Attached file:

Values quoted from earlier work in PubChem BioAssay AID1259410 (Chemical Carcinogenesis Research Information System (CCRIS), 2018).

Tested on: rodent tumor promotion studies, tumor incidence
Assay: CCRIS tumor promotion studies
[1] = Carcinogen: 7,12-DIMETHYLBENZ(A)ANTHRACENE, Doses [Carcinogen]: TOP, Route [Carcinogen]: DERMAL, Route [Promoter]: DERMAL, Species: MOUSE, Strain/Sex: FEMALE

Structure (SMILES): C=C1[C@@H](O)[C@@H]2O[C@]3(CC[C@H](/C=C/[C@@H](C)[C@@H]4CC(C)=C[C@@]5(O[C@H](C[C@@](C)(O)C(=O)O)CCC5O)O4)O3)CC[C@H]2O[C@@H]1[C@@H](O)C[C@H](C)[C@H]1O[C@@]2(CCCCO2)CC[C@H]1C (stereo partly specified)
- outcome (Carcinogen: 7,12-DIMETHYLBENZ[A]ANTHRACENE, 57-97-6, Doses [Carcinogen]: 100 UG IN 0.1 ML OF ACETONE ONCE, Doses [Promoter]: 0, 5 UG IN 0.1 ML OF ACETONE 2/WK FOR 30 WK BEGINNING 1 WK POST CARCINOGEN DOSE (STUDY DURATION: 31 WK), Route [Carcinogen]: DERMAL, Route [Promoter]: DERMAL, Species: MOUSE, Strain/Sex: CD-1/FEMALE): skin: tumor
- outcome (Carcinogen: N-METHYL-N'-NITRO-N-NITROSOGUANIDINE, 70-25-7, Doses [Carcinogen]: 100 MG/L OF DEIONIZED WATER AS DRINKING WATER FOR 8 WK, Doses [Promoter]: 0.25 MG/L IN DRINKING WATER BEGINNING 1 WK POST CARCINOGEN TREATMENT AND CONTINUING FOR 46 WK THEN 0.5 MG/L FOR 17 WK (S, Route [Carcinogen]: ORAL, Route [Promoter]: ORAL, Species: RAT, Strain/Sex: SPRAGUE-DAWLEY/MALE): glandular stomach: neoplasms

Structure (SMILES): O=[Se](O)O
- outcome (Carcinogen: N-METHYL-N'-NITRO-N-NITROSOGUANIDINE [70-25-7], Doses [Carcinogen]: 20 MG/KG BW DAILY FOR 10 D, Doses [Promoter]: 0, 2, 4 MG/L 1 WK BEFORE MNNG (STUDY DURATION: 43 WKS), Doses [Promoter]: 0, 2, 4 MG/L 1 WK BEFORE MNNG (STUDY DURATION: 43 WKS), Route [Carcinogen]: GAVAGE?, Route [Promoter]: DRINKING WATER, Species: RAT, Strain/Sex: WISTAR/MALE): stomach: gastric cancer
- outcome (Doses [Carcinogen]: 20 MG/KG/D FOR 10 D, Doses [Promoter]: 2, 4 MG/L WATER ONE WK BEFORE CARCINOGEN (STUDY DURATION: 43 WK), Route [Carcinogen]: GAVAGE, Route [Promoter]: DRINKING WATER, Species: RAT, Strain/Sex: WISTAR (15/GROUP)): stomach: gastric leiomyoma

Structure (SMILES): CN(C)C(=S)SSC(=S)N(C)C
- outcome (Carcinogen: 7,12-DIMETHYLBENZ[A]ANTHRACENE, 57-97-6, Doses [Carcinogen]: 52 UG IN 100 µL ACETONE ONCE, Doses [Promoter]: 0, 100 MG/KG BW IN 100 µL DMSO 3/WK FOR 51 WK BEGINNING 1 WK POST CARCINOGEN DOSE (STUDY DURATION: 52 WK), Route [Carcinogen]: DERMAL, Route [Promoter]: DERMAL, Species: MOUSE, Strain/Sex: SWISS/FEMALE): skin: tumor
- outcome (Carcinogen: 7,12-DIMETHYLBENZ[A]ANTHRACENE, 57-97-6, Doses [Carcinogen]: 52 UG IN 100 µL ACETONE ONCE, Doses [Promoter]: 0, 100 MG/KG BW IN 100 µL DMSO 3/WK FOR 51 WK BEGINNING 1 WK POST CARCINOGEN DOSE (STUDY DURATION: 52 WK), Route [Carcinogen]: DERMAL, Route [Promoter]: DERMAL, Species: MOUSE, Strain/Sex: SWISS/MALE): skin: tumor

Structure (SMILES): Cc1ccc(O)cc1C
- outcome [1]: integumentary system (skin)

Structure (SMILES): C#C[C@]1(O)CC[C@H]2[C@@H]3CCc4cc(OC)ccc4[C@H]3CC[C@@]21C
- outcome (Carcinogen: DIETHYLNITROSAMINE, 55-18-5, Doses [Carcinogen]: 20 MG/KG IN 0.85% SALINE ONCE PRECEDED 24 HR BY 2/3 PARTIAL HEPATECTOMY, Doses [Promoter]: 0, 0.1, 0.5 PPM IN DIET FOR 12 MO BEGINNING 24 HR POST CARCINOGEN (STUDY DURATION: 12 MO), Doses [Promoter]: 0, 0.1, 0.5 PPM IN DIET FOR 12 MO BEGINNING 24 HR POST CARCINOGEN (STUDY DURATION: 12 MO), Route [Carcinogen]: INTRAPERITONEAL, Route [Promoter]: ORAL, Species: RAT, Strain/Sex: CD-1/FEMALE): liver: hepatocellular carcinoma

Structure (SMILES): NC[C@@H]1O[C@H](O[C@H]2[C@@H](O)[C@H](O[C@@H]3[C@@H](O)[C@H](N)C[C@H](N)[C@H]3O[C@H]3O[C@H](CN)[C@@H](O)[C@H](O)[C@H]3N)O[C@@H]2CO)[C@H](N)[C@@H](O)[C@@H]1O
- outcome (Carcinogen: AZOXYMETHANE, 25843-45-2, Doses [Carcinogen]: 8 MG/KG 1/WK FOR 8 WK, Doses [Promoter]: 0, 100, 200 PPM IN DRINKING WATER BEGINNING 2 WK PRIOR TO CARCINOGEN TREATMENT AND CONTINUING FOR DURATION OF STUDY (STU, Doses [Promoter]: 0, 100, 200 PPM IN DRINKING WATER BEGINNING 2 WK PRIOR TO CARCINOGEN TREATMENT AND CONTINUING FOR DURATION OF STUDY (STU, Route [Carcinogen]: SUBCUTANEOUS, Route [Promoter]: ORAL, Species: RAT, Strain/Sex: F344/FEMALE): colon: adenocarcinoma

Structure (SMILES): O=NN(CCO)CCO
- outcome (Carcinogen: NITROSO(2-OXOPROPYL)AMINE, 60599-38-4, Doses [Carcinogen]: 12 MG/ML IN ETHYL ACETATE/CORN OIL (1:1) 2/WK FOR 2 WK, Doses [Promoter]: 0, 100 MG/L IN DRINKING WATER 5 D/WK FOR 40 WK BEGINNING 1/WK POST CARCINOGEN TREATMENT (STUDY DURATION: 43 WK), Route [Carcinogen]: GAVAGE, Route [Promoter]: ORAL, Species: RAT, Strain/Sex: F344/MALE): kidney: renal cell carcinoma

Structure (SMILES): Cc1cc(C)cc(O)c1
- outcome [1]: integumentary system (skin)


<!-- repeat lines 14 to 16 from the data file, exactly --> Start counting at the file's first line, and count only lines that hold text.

Structure (SMILES): Cc1ccc(O)cc1C
- outcome [1]: integumentary system (skin)

Structure (SMILES): C#C[C@]1(O)CC[C@H]2[C@@H]3CCc4cc(OC)ccc4[C@H]3CC[C@@]21C